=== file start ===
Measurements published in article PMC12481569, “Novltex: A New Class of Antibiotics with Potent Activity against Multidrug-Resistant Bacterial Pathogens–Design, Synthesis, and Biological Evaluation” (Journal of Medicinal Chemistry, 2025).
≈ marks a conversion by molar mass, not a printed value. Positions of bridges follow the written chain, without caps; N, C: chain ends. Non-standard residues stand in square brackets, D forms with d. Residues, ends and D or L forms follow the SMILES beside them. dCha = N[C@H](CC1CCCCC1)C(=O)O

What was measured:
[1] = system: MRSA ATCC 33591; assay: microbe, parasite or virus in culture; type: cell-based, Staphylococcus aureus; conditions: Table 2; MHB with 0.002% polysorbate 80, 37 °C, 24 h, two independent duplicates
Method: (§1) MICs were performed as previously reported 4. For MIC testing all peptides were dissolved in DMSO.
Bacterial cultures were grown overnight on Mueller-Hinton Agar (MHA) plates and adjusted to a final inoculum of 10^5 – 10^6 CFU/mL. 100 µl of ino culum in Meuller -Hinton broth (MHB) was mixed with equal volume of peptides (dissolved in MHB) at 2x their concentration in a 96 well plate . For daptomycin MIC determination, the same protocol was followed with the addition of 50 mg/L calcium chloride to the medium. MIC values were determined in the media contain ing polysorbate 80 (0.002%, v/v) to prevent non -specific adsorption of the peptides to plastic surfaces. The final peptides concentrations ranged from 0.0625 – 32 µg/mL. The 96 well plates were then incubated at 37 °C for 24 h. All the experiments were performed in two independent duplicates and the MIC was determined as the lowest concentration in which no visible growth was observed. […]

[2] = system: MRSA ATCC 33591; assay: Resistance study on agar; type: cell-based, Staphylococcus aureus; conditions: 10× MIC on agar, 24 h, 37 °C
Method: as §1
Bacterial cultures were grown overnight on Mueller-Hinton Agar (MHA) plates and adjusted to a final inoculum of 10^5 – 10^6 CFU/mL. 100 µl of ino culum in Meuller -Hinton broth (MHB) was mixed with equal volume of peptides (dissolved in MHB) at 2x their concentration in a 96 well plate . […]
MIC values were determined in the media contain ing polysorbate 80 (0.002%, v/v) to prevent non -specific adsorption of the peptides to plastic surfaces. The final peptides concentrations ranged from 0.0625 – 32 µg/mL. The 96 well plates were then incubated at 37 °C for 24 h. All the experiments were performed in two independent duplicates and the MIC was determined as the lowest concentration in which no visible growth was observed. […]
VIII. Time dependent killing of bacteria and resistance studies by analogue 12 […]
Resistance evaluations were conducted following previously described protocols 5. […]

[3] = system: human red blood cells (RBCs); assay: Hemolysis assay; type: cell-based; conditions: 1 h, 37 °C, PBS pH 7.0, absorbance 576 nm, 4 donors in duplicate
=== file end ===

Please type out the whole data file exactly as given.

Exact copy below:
Measurements published in article PMC12481569, “Novltex: A New Class of Antibiotics with Potent Activity against Multidrug-Resistant Bacterial Pathogens–Design, Synthesis, and Biological Evaluation” (Journal of Medicinal Chemistry, 2025).
≈ marks a conversion by molar mass, not a printed value. Positions of bridges follow the written chain, without caps; N, C: chain ends. Non-standard residues stand in square brackets, D forms with d. Residues, ends and D or L forms follow the SMILES beside them. dCha = N[C@H](CC1CCCCC1)C(=O)O

What was measured:
[1] = system: MRSA ATCC 33591; assay: microbe, parasite or virus in culture; type: cell-based, Staphylococcus aureus; conditions: Table 2; MHB with 0.002% polysorbate 80, 37 °C, 24 h, two independent duplicates
Method: (§1) MICs were performed as previously reported 4. For MIC testing all peptides were dissolved in DMSO.
Bacterial cultures were grown overnight on Mueller-Hinton Agar (MHA) plates and adjusted to a final inoculum of 10^5 – 10^6 CFU/mL. 100 µl of ino culum in Meuller -Hinton broth (MHB) was mixed with equal volume of peptides (dissolved in MHB) at 2x their concentration in a 96 well plate . For daptomycin MIC determination, the same protocol was followed with the addition of 50 mg/L calcium chloride to the medium. MIC values were determined in the media contain ing polysorbate 80 (0.002%, v/v) to prevent non -specific adsorption of the peptides to plastic surfaces. The final peptides concentrations ranged from 0.0625 – 32 µg/mL. The 96 well plates were then incubated at 37 °C for 24 h. All the experiments were performed in two independent duplicates and the MIC was determined as the lowest concentration in which no visible growth was observed. […]

[2] = system: MRSA ATCC 33591; assay: Resistance study on agar; type: cell-based, Staphylococcus aureus; conditions: 10× MIC on agar, 24 h, 37 °C
Method: as §1
Bacterial cultures were grown overnight on Mueller-Hinton Agar (MHA) plates and adjusted to a final inoculum of 10^5 – 10^6 CFU/mL. 100 µl of ino culum in Meuller -Hinton broth (MHB) was mixed with equal volume of peptides (dissolved in MHB) at 2x their concentration in a 96 well plate . […]
MIC values were determined in the media contain ing polysorbate 80 (0.002%, v/v) to prevent non -specific adsorption of the peptides to plastic surfaces. The final peptides concentrations ranged from 0.0625 – 32 µg/mL. The 96 well plates were then incubated at 37 °C for 24 h. All the experiments were performed in two independent duplicates and the MIC was determined as the lowest concentration in which no visible growth was observed. […]
VIII. Time dependent killing of bacteria and resistance studies by analogue 12 […]
Resistance evaluations were conducted following previously described protocols 5. […]

[3] = system: human red blood cells (RBCs); assay: Hemolysis assay; type: cell-based; conditions: 1 h, 37 °C, PBS pH 7.0, absorbance 576 nm, 4 donors in duplicate